added by Passer_Invenit | editLocus, Gary Wolfe (Jan 24, 2011)
 

» Add other authors

Author nameRoleType of authorWork?Status
Jo Waltonprimary authorall editionscalculated
Kellgren, KatherineNarratorsecondary authorsome editionsconfirmed
Nielsen Hayden, PatrickEditorsecondary authorsome editionsconfirmed
Riffel, HannesTranslatorsecondary authorsome editionsconfirmed
s.BENešCover artistsecondary authorsome editionsconfirmed
Vojnar, KamilCover artistsecondary authorsome editionsconfirmed

Belongs to Publisher Series

Folio SF (549)
You must log in to edit Common Knowledge data.
For more help see the Common Knowledge help page.
Series (with order)
Canonical title
Original title
Alternative titles
Original publication date
People/Characters
Important places
Important events
Related movies
Awards and honors
Epigraph
Er'perrhene.

—Ursula Le Guin, The Lathe of Heaven

What one piece of advice would you give to yourself at what younger age?

Any time between 10 and 25:

It's going to improve. Honest. There really are people out there that you will like and who will like you.

—Farah Mendelsohn, LiveJournal, 23rd May 2008
Dedication
This is for all the libraries in the world, and all the librarians who sit there day after day lending books to people.
First words
The Phurnacite factory in Abercwmboi killed all the trees for two miles around. We'd measured it on the mileometer.
Quotations
It doesn't matter. I have books, new books, and I can bear anything as long as there are books.
[On Thomas Hardy's Far From the Madding Crowd]: He makes things happen neatly, and sometimes they're horrible things, but they're always very pat. I hate that. He could have learned a lot from Silverberg and Delany.
She was looking at a record called 'Anarchy in the U.K.' by a group called the Sex Pistols. It was a very ugly cover, but I am quite interested in anarchism because of 'The Dispossessed'.
Interlibrary loans are a wonder of the world and a glory of civilization.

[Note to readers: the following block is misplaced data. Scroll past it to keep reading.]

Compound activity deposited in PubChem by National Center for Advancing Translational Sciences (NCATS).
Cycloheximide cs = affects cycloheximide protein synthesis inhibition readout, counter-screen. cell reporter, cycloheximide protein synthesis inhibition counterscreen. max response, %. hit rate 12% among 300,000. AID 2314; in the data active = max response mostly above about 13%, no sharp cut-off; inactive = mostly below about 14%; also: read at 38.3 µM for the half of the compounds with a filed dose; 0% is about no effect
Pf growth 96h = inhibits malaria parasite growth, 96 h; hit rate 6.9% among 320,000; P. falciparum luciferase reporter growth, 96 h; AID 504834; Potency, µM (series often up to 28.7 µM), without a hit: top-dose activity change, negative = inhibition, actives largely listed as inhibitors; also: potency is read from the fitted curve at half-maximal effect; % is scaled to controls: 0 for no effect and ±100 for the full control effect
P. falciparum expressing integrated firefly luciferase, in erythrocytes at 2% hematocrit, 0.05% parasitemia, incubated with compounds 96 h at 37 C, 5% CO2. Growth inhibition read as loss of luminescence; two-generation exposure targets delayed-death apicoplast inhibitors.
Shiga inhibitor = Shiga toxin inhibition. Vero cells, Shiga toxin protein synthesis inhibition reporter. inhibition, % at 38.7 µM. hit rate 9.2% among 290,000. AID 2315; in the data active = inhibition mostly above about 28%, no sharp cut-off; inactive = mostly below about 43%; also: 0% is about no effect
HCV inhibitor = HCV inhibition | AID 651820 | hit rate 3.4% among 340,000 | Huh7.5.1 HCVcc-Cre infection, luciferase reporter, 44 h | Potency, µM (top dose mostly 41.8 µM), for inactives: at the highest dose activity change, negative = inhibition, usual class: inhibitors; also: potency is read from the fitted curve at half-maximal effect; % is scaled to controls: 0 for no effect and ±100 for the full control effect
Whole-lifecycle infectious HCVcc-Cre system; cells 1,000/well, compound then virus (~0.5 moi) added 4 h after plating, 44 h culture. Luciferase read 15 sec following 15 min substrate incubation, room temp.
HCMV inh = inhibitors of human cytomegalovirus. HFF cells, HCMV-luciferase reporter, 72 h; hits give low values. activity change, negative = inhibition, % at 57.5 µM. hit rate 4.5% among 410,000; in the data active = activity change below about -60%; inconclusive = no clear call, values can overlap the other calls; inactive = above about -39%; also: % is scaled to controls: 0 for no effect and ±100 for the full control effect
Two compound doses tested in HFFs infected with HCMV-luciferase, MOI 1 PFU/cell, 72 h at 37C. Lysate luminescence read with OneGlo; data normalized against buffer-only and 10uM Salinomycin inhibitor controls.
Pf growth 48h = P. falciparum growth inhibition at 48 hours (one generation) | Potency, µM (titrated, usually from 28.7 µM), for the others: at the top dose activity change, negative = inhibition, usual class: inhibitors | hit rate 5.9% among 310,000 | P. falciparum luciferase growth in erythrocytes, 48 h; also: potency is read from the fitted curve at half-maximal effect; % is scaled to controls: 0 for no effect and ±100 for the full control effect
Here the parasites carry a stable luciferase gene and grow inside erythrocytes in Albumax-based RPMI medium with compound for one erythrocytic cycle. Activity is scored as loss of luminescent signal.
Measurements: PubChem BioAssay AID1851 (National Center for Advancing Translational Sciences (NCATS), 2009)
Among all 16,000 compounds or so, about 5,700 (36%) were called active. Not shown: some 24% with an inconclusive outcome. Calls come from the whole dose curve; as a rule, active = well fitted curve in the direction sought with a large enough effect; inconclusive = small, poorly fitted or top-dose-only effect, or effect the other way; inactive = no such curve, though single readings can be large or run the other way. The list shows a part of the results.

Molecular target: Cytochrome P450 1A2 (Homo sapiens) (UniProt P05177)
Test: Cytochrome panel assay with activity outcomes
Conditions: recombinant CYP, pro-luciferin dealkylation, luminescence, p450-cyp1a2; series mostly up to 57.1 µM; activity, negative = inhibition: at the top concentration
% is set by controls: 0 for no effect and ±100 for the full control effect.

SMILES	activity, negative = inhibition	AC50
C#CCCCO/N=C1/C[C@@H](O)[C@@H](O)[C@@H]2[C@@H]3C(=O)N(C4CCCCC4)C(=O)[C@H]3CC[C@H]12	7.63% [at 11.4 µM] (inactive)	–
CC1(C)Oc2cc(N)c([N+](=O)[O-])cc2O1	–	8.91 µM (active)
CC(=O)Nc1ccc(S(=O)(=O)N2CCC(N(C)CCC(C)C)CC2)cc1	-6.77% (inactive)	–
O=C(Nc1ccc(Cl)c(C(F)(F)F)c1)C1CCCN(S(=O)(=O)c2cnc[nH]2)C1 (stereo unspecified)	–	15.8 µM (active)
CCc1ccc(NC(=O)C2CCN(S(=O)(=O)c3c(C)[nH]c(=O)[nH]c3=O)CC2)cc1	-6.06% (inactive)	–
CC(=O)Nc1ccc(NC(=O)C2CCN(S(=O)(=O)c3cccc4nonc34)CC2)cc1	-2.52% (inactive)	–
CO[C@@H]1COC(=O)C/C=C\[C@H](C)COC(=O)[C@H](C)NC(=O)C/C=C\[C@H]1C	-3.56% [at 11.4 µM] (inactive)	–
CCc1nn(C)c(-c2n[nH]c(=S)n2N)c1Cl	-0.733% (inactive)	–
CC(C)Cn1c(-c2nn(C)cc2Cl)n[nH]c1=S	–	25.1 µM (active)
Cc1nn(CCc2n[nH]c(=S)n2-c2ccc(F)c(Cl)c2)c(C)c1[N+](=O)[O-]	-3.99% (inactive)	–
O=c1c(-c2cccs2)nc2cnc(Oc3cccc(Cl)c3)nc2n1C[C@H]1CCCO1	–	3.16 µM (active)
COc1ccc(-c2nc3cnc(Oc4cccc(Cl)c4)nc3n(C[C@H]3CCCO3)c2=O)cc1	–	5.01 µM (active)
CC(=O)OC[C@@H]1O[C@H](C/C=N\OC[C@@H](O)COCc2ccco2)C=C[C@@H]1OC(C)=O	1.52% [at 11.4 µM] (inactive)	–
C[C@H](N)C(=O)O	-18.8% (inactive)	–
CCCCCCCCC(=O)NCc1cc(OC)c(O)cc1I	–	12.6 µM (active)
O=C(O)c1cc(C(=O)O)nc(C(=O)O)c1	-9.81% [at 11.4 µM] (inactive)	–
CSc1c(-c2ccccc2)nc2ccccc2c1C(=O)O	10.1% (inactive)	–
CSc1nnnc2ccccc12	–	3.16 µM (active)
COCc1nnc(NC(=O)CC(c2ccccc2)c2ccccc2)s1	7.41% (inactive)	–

Libraries really are wonderful. They're better than bookshops, even. I mean bookshops make a profit on selling you books, but libraries just sit there lending you books quietly out of the goodness of their hearts.
Last words
(Click to show. Warning: May contain spoilers.)
Disambiguation notice
Publisher's editors
Blurbers
Publisher series
Information from the French Common Knowledge. Edit to localize it to your language.
Original language
Canonical DDC/MDS

References to this work on external resources.

Wikipedia in English (1)

No library descriptions found.

Book description
Startling, unusual, and irresistibly readable, Among Others is at once the compelling story of a young woman struggling to escape a troubled childhood, a brilliant diary of first encounters with the great novels of modern fantasy and science fiction, and a spellbinding tale of escape from ancient enchantment.

Raised by a half-mad mother who dabbled in magic, Morwenna Phelps found refuge in two worlds. As a child growing up in Wales, she played among the spirits who made their homes in the science fiction novels that were her closest companions. When her mother tried to bend the spirits to dark ends, Mori was forced to confront her in a magical battle that left her crippled — and her twin sister dead.

Fleeing to a father whom she barely knew, Mori was sent to boarding school in England — a place all but devoid of true magic. There, she is tempted fate by doing magic herself, in an attempt to find a circle of like-minded friends. But her magic also drew the attention of her mother, bringing about a reckoning that could no longer be put off...

Combining elements of autobiography with flights of imagination in the manner of novels like Jonatham Lethem's The Fortress of Solitude, this is a stunning new novel by an author whose genius has already been hailed by peers such as Kelly Link, Sarah Weinman, and Ursula K. LeGuin.

See http://papersky.livejournal.com/37282... for the moment of the book's genesis.
Haiku summary
The battle's over
Books keep you sane living in
Ruins with fairies.

Quick Links

Popular covers

Rating

Average: (3.96)
0.5 4
1 9
1.5
2 44
2.5 5
3 143
3.5 59
4 299
4.5 80
5 236

Is this you?

Become a LibraryThing Author.

 

About | Contact | Privacy/Terms | Help/FAQs | Blog | Store | APIs | TinyCat | Legacy Libraries | Early Reviewers | Common Knowledge | 146,714,608 books! | Top bar: Always visible